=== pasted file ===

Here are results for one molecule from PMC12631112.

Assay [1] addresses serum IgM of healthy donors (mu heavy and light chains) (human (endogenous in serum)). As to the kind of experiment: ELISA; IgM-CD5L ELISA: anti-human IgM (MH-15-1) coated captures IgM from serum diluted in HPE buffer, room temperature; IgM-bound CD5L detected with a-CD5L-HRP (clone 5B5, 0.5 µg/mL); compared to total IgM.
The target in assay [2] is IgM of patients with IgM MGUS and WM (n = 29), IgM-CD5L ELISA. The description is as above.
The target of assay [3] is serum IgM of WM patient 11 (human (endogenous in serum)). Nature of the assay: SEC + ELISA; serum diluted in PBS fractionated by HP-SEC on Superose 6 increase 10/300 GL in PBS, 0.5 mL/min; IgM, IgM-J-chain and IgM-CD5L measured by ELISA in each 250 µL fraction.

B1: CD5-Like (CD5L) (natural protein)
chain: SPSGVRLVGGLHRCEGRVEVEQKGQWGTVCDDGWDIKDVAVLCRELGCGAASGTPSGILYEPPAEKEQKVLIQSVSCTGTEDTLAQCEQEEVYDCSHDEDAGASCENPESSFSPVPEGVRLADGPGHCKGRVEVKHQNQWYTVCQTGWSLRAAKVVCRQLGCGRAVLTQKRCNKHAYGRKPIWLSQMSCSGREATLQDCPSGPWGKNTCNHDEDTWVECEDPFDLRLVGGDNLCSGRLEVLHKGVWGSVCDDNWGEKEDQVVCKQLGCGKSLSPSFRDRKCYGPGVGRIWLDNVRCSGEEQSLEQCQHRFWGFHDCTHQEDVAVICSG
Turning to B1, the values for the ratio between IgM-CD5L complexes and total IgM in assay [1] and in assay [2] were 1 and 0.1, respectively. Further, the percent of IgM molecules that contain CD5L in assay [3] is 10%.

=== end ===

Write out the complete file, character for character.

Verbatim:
Here are results for one molecule from PMC12631112.

Assay [1] addresses serum IgM of healthy donors (mu heavy and light chains) (human (endogenous in serum)). As to the kind of experiment: ELISA; IgM-CD5L ELISA: anti-human IgM (MH-15-1) coated captures IgM from serum diluted in HPE buffer, room temperature; IgM-bound CD5L detected with a-CD5L-HRP (clone 5B5, 0.5 µg/mL); compared to total IgM.
The target in assay [2] is IgM of patients with IgM MGUS and WM (n = 29), IgM-CD5L ELISA. The description is as above.
The target of assay [3] is serum IgM of WM patient 11 (human (endogenous in serum)). Nature of the assay: SEC + ELISA; serum diluted in PBS fractionated by HP-SEC on Superose 6 increase 10/300 GL in PBS, 0.5 mL/min; IgM, IgM-J-chain and IgM-CD5L measured by ELISA in each 250 µL fraction.

B1: CD5-Like (CD5L) (natural protein)
chain: SPSGVRLVGGLHRCEGRVEVEQKGQWGTVCDDGWDIKDVAVLCRELGCGAASGTPSGILYEPPAEKEQKVLIQSVSCTGTEDTLAQCEQEEVYDCSHDEDAGASCENPESSFSPVPEGVRLADGPGHCKGRVEVKHQNQWYTVCQTGWSLRAAKVVCRQLGCGRAVLTQKRCNKHAYGRKPIWLSQMSCSGREATLQDCPSGPWGKNTCNHDEDTWVECEDPFDLRLVGGDNLCSGRLEVLHKGVWGSVCDDNWGEKEDQVVCKQLGCGKSLSPSFRDRKCYGPGVGRIWLDNVRCSGEEQSLEQCQHRFWGFHDCTHQEDVAVICSG
Turning to B1, the values for the ratio between IgM-CD5L complexes and total IgM in assay [1] and in assay [2] were 1 and 0.1, respectively. Further, the percent of IgM molecules that contain CD5L in assay [3] is 10%.